Research by Urban Freight Lab of Supply Chain Transportation & Logistics Center (University of Washington) revealed a lack of an established and widely accepted definition for the concept of consolidation centers or microhubs. Many recent implementations of urban freight consolidation have focused on bundling goods close to the delivery point by creating logistical platforms in the heart of urban areas to avoid freight vehicles traveling into urban centers with partial loads.
In this project, a delivery microhub (or simply a microhub) was defined as a special case of UCC with closer proximity to the delivery point and serving a smaller range of service area. A microhub is a logistics facility where goods are bundled inside the urban area boundaries, that serves a limited spatial range, and that allows a mode shift to low-emission vehicles or soft transportation modes (e.g., walking or cargo bikes) for last-mile deliveries.
Businesses may implement a variety of operational models to integrate microhubs into their logistics and supply chain operations. When an operational model is chosen, a key consideration is whether the microhub will be used solely for one carrier or designed to allow a mix of multi-carrier consolidation efforts. Various micro-consolidation initiatives that have been implemented in different cities across the world are described. The report illustrates logistics systems with different operational models, where dashed arrows indicate transportation via clean vehicles such as electrically assisted cargo bikes.
Key elements for success
There are several key elements to consider when the potential success of microhub operations is evaluated. Earlier experiences showed that multi-sectoral collaboration is necessary to obtain a working, self-sustaining facility. This includes government contribution, as well as scientific support through research and mediation, in the planning phase. A microhub operates more successfully with support from public authorities to make and enforce environmentally friendly policies.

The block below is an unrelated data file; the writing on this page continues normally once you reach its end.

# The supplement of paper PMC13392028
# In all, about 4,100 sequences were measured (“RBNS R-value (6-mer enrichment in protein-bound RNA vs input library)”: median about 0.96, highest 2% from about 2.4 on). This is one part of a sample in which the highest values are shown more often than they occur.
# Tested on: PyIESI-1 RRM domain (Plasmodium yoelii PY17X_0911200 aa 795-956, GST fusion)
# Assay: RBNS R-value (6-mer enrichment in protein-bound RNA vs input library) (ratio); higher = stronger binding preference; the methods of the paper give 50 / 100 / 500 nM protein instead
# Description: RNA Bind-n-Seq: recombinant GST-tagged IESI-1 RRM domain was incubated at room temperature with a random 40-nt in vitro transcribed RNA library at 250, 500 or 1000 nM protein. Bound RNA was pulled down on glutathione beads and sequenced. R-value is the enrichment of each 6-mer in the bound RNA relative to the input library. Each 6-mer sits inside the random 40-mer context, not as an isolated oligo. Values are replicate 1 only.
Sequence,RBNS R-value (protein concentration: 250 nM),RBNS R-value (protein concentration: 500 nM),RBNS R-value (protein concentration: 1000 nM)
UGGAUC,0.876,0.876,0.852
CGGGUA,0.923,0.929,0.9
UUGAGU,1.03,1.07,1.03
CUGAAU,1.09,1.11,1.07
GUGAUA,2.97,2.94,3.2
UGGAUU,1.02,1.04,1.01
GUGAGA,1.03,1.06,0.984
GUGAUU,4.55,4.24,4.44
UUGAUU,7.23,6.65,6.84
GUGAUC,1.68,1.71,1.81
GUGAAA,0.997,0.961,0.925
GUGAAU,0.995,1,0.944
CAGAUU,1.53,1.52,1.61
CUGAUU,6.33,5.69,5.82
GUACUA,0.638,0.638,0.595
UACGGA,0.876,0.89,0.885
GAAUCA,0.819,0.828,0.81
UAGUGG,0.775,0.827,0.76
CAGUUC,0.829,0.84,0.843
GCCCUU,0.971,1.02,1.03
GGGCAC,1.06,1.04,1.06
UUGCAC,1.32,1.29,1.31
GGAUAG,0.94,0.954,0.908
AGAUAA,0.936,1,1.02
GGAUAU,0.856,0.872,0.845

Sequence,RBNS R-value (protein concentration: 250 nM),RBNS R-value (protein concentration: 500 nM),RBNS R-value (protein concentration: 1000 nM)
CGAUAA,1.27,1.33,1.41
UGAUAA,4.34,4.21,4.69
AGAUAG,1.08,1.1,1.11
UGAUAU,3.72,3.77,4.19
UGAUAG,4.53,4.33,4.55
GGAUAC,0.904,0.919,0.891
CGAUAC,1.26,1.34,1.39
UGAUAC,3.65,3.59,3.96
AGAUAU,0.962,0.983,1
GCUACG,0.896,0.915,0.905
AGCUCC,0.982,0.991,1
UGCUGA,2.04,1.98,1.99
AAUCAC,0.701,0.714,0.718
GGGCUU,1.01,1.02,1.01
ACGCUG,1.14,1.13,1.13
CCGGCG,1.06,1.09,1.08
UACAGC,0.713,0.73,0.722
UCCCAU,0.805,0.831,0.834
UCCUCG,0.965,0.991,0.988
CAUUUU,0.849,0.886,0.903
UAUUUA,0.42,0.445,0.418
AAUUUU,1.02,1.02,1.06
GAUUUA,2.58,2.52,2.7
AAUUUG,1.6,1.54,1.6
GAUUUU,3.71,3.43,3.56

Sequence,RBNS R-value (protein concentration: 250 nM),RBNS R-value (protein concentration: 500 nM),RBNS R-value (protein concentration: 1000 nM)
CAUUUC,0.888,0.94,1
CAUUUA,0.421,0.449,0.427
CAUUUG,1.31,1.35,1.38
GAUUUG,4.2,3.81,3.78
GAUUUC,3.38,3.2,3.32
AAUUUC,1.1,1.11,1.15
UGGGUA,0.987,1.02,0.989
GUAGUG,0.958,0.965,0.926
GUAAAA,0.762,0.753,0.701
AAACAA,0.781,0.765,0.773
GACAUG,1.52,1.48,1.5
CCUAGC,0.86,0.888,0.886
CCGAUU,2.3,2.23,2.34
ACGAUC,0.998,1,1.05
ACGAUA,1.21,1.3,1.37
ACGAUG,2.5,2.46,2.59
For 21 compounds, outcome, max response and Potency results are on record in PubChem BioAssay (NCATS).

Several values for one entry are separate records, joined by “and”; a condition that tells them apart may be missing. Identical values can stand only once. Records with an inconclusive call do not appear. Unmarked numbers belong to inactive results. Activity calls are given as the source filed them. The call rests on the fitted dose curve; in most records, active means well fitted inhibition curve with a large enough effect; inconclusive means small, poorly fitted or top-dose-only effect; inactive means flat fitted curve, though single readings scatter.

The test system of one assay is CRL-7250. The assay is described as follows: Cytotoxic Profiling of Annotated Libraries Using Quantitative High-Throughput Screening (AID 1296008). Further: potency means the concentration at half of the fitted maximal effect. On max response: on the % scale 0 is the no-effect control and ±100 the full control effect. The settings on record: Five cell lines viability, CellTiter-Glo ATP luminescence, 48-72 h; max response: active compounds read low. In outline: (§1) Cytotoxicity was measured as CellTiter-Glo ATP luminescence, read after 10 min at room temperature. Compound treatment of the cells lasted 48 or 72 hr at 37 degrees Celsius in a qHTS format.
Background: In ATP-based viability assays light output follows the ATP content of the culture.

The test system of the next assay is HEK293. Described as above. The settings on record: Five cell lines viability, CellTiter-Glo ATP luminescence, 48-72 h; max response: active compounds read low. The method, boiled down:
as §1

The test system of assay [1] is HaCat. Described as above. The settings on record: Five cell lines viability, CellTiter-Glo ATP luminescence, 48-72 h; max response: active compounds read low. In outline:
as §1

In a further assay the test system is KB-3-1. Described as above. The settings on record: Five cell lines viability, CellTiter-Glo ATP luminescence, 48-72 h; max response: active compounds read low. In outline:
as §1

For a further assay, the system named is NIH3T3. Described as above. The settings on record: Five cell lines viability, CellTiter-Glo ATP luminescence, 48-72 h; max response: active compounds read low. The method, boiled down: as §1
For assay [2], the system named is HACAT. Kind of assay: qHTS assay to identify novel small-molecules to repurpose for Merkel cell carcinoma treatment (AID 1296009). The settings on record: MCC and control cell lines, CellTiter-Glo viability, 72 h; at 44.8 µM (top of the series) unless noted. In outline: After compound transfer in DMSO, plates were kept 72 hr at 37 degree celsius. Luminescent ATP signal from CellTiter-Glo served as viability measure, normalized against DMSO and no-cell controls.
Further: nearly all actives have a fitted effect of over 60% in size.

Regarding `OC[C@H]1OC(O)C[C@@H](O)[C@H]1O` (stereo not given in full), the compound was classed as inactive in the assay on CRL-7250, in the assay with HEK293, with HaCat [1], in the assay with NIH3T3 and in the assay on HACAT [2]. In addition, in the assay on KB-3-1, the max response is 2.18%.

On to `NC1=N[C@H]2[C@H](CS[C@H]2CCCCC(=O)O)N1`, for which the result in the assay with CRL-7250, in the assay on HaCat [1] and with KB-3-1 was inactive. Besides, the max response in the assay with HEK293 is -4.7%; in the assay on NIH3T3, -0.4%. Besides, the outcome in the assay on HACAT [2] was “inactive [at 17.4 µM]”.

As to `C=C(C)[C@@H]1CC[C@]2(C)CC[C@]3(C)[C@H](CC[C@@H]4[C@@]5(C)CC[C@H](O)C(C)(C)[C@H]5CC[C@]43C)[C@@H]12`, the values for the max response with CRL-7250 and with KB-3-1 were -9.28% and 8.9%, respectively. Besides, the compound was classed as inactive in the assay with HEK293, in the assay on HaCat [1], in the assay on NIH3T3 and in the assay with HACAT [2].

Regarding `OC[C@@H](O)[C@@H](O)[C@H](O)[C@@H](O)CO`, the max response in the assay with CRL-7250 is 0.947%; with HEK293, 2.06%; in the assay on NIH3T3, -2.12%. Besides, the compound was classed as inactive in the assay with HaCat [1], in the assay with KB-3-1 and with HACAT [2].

Frequently, carriers’ interest in the use of urban freight facilities is overestimated during the planning phase. So for multi-carrier consolidation operations, a quantified estimate of the number of potentially participating carriers is crucial at an early stage.
Another important aspect to consider for microhub implementations is the location. The facility should serve areas in the city where delivery activities are difficult because of limited curb space for large vehicles, limited access on streets, and restricted traffic conditions (typically due to pedestrian prioritized planning).
The microhub operations should be implemented in high-demand, high-density areas where high volumes of delivery throughput accumulate in one area. These are necessary to first justify the need for a change in the urban freight system and to later keep microhubs sustainable and efficient during operation.
Also, in cases involving multi-carrier practices, it is crucial to have strong cooperation and trust among partner carriers. To produce even more efficient results, stakeholders need to share a mindset of balancing the city’s economic vitality and environment, build trust among partners, and compromise by having a neutral carrier operate joint delivery systems.